Ibn Warraq is the pseudonymous, Pakistani-born author of the modern classic Why I Am Not a Muslim and the writer or editor of several other estimable books about Muhammed, the Koran, Islamic culture, Muslim apostates, and Western civilization. Surely few people know as much as he does about both the West and Islam. Therefore I was more than eager to read his new book, Why the West Is Best: A Muslim Apostate’s Defense of Liberal Democracy.
Naturally, I expected something wise and incisive and steeped in learning – and I wasn’t disappointed. But what I hadn’t counted on was how fresh, original, delightfully inspired, and emotionally stirring Warraq’s approach to his topic would be. Take his first chapter, which is about New York, a city he views as “a testament to the robustness of Western culture and to its welcoming catholicity.” Warraq’s goal here is to help us to see a Western metropolis through the eyes of a person from, say, the Islamic world, and thus recognize the magnificence of things so familiar to us that we may take them for granted.
Let it be said at once that he is highly successful at this. He tells a surprisingly touching story about an Iraqi colleague who, at age forty-five, left his country for the first time on a visit to New York and was so overwhelmed by “the number and variety of magazines available” at the Barnes & Noble in Warraq’s neighborhood that he started taking pictures of them. Warraq quotes a paean to the New York Public Library by none other than Lenin, who, at some point between that institution’s founding in 1911 and the Russian Revolution, took time to marvel at the number of people who used the library, at the number of books they took out, at the then-expanding system of branch libraries, and at the resources the library made available to children. “Such is the way things are done in New York,” Lenin wrote. “And in Russia?”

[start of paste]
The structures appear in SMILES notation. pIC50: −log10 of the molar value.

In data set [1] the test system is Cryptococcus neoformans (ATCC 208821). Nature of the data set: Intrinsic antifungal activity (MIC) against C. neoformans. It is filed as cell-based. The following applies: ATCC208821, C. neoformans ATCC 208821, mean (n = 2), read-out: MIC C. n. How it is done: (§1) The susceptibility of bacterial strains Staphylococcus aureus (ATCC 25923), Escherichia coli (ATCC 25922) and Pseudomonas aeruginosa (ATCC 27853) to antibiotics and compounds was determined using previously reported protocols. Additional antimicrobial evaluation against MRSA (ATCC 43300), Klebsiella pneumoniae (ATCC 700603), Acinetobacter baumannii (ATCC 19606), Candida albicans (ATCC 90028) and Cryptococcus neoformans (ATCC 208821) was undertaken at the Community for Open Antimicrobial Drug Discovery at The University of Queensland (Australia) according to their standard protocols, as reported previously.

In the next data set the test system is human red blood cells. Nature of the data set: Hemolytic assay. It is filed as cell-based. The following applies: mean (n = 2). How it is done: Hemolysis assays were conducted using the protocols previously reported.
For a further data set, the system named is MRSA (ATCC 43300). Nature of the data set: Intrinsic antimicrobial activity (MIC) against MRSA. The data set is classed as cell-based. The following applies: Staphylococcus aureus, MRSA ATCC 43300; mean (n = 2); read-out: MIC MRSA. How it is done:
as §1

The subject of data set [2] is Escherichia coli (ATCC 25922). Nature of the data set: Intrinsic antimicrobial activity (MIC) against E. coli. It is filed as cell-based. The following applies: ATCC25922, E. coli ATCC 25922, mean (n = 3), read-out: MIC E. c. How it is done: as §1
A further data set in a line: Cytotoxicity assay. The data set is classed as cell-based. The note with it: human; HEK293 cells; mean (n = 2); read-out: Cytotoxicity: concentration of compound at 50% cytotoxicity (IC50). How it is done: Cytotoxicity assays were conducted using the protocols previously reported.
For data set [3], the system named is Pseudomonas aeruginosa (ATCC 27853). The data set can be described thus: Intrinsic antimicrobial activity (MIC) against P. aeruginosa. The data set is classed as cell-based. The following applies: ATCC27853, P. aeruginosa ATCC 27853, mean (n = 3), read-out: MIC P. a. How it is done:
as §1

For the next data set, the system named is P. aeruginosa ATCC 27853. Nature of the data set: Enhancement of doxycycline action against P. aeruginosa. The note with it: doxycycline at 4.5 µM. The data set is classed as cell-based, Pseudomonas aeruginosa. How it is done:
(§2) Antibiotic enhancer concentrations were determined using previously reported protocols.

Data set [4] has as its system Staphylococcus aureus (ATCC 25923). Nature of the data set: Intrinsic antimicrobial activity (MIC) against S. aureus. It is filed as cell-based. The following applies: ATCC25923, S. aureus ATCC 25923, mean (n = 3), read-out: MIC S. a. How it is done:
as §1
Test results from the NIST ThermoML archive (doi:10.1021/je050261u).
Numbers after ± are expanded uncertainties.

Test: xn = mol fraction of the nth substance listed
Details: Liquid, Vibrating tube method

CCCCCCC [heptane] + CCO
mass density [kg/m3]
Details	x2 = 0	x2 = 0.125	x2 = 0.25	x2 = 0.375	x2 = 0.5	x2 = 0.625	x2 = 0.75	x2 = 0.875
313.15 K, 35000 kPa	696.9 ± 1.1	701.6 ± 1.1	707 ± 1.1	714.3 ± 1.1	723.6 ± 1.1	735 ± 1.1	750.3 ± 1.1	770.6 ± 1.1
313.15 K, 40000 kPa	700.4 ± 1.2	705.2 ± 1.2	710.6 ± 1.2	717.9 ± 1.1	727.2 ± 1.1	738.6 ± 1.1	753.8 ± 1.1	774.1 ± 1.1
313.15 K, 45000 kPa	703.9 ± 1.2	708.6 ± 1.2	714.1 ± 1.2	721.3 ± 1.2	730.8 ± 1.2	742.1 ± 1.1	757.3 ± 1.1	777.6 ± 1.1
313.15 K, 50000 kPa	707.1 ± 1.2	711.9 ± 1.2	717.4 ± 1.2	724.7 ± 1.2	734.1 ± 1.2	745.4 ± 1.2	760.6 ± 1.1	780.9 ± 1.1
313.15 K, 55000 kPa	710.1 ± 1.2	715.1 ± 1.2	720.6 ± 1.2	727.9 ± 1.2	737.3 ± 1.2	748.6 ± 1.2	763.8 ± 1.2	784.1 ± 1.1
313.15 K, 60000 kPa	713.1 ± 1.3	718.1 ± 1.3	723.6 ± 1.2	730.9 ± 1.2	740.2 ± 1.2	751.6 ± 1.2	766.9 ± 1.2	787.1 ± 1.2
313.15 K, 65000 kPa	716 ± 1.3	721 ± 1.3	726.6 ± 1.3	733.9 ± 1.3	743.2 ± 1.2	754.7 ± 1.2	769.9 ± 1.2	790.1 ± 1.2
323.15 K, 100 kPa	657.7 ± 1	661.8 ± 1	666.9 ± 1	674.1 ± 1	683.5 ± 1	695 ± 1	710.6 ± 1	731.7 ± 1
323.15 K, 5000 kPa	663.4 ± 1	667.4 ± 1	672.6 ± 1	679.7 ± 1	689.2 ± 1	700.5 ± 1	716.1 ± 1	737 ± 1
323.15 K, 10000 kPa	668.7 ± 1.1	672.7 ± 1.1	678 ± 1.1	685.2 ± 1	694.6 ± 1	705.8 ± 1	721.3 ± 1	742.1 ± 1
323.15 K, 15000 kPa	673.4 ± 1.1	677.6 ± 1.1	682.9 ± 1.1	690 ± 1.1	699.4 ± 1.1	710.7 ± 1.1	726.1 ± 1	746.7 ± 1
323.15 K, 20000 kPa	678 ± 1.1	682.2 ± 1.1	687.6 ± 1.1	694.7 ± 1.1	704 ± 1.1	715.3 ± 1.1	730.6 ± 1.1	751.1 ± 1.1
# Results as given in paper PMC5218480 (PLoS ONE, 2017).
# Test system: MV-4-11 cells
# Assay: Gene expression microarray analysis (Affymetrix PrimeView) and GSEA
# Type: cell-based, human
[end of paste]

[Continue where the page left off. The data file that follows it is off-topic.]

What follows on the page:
Warraq devotes several pages to a celebration of Tin Pan Alley, noting perceptively that the Great American Songbook is not just a collection of pretty tunes and clever lyrics but a life-affirming cultural inheritance that “lend[s] dignity to the lives and struggles of ordinary people” and “cross[es] all the boundaries of race, class, and religion.” He pays tribute to American humor, noting that the abundance of comedy clubs in a city like New York “is a sure sign of a healthy society.” And he expresses admiration for “[t]he civilized pleasure of alcohol,” citing the philosopher Roger Scruton’s thumbs-up for American cocktail parties, which “immediately break the ice between strangers and set every large gathering in motion.”
In praising all these things about New York, of course, Warraq is not only extolling the core values of the West itself but, implicitly or explicitly, rebuking non-Western – and especially Muslim – culture. Islam, after all, abhors a library or magazine rack which has not been cleansed of “offensive” items, and it frowns on music, humor, and the consumption of alcohol. These, Warraq wants us to realize, are not minor issues – they are the kinds of things that make the difference between a happy life and a miserable one. For him the Declaration of Independence’s foregrounding of the right to “Life, Liberty and the pursuit of Happiness” is no mere rhetorical flourish – it sums up the rich possibilities and promise of life in the West as opposed to life in the less happy regions of the world.
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